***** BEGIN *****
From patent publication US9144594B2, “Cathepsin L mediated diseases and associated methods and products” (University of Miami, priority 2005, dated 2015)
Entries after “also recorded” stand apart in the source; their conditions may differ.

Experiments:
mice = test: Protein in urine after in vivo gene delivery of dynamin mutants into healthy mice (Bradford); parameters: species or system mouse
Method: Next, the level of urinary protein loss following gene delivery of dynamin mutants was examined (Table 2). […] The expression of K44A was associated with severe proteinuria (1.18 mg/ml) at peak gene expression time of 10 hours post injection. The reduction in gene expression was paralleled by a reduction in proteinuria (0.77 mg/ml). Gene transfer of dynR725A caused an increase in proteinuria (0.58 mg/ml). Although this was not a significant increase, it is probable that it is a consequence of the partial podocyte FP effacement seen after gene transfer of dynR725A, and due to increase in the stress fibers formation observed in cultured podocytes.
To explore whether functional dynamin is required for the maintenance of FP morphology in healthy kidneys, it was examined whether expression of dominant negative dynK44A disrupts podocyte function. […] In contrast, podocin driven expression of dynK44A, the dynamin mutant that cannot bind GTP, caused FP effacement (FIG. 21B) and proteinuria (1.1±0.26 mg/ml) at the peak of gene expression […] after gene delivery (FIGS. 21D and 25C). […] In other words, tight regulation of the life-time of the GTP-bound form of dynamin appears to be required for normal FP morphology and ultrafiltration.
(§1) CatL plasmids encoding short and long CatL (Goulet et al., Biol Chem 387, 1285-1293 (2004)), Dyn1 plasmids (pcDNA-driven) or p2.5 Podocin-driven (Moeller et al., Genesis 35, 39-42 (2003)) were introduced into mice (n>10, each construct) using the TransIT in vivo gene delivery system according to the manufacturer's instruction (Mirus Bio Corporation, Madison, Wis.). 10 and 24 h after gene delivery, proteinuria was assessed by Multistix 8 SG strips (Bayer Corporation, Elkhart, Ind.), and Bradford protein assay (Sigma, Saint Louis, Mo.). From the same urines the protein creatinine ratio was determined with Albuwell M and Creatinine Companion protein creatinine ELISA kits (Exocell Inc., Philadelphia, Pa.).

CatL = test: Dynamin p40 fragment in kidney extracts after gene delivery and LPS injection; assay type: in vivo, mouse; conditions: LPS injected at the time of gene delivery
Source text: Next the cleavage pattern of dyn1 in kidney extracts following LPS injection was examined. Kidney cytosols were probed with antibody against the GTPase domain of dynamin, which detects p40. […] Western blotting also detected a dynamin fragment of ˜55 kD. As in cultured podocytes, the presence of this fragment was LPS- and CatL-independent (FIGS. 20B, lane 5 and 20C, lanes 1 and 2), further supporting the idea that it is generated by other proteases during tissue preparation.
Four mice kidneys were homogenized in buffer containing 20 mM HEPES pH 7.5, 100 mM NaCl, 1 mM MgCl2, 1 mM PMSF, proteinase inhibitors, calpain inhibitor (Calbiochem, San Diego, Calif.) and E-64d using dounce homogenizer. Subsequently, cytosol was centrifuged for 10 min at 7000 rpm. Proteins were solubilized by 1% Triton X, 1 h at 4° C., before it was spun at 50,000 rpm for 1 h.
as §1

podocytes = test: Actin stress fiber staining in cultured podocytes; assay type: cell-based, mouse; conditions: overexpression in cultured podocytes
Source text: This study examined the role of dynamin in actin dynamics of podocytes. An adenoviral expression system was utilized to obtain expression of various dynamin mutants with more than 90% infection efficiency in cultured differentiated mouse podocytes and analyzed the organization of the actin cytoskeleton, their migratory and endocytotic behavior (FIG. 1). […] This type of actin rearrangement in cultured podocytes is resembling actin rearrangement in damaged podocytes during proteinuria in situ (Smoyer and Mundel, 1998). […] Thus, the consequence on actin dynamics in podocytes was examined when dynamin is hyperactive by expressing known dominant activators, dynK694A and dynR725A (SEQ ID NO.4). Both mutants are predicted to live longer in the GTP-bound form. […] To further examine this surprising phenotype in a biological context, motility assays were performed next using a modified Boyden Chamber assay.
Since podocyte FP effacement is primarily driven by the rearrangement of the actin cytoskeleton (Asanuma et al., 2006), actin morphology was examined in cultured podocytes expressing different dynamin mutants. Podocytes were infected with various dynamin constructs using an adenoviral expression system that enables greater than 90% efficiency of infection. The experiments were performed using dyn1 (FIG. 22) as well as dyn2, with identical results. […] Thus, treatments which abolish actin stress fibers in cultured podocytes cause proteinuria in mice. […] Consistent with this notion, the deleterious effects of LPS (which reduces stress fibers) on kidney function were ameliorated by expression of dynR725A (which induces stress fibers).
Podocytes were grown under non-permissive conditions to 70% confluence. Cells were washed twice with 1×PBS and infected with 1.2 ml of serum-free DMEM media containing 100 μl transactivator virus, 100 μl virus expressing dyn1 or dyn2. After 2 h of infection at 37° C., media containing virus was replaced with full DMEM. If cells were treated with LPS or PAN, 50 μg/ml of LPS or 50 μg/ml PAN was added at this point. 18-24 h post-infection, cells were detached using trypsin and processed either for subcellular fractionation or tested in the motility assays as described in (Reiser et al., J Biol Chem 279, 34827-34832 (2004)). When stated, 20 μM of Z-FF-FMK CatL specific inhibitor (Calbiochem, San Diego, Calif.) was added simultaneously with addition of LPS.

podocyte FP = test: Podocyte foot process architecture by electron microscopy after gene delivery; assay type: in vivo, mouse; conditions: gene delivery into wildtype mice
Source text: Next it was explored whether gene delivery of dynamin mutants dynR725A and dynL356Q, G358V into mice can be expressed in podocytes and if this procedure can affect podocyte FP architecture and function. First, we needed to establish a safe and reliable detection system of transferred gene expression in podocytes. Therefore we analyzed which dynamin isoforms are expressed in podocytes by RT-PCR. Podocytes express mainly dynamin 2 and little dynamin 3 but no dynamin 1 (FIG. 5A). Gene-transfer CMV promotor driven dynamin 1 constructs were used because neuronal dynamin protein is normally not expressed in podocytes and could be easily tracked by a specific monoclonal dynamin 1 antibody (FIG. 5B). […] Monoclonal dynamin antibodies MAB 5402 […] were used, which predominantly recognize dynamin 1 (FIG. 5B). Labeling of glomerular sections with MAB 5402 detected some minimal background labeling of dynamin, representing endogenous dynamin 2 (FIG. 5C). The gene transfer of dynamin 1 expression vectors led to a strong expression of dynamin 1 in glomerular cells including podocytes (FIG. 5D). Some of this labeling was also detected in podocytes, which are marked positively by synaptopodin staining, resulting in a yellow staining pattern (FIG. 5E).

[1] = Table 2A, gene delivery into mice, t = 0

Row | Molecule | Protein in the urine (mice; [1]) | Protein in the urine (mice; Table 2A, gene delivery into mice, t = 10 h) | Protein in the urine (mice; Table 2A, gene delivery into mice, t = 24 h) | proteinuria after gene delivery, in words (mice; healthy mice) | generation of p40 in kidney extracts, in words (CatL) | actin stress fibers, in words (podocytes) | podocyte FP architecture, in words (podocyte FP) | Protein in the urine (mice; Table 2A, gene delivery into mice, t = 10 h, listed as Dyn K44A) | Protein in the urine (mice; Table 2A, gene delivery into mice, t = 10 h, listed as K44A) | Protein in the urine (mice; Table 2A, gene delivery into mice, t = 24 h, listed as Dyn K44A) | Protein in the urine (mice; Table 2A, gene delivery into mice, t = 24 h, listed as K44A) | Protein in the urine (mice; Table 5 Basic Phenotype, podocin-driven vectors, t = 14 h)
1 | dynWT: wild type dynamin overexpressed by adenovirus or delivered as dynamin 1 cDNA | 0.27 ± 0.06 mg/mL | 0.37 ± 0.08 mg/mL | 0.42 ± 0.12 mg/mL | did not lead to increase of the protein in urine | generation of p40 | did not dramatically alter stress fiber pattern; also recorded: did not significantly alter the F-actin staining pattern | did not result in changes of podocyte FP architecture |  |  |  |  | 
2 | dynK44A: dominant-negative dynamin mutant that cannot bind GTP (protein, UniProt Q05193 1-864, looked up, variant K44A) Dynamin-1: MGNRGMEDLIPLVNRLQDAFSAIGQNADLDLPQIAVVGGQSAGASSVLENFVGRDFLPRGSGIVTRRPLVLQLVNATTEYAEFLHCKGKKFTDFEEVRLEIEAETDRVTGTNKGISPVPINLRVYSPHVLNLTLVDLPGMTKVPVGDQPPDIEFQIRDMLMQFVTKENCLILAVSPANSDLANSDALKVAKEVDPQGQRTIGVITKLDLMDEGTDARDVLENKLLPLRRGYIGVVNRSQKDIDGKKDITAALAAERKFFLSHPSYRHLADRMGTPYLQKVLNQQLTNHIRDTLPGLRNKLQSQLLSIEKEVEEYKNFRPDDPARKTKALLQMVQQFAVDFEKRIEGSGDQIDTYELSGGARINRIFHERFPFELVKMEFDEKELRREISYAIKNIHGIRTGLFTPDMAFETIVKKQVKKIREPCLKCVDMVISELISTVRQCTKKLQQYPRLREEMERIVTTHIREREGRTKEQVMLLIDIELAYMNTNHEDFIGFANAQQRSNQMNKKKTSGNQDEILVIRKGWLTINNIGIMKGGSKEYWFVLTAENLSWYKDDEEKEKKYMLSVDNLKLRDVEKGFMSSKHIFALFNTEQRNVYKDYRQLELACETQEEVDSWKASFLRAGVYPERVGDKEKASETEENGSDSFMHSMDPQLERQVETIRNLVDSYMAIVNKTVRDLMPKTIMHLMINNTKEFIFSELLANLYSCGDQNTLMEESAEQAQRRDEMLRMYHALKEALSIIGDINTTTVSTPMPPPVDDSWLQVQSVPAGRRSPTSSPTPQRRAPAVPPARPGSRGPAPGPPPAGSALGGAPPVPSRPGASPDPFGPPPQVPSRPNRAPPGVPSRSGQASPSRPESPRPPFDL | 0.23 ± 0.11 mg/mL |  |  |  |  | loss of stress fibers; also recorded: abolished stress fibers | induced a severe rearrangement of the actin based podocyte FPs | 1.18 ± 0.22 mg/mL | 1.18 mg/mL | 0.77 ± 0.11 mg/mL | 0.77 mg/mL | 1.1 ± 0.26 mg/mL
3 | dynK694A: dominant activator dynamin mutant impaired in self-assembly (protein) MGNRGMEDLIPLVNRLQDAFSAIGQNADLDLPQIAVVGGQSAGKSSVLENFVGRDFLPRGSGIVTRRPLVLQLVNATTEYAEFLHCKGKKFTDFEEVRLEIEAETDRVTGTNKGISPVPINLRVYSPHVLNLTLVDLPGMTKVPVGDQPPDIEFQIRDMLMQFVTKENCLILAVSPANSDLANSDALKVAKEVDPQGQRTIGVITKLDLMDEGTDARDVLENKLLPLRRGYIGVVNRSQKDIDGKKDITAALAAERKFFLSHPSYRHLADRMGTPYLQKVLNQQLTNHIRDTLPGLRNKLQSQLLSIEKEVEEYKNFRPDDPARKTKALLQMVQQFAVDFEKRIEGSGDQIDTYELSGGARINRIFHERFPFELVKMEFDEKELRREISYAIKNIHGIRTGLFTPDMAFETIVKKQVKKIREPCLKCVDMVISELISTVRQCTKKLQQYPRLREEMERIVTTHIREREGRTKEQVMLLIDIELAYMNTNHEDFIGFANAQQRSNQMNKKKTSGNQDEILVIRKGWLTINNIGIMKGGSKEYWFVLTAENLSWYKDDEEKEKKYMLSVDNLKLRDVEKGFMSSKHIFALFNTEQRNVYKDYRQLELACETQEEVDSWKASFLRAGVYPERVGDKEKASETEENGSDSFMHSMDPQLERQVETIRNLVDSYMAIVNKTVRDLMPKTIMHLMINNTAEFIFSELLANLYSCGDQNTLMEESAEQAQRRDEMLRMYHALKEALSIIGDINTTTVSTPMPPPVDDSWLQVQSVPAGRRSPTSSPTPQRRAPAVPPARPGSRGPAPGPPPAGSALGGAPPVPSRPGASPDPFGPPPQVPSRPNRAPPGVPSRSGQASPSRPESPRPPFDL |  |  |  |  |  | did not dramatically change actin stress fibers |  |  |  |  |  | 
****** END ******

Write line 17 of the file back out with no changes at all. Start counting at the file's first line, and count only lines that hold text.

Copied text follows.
Source text: Next it was explored whether gene delivery of dynamin mutants dynR725A and dynL356Q, G358V into mice can be expressed in podocytes and if this procedure can affect podocyte FP architecture and function. First, we needed to establish a safe and reliable detection system of transferred gene expression in podocytes. Therefore we analyzed which dynamin isoforms are expressed in podocytes by RT-PCR. Podocytes express mainly dynamin 2 and little dynamin 3 but no dynamin 1 (FIG. 5A). Gene-transfer CMV promotor driven dynamin 1 constructs were used because neuronal dynamin protein is normally not expressed in podocytes and could be easily tracked by a specific monoclonal dynamin 1 antibody (FIG. 5B). […] Monoclonal dynamin antibodies MAB 5402 […] were used, which predominantly recognize dynamin 1 (FIG. 5B). Labeling of glomerular sections with MAB 5402 detected some minimal background labeling of dynamin, representing endogenous dynamin 2 (FIG. 5C). The gene transfer of dynamin 1 expression vectors led to a strong expression of dynamin 1 in glomerular cells including podocytes (FIG. 5D). Some of this labeling was also detected in podocytes, which are marked positively by synaptopodin staining, resulting in a yellow staining pattern (FIG. 5E).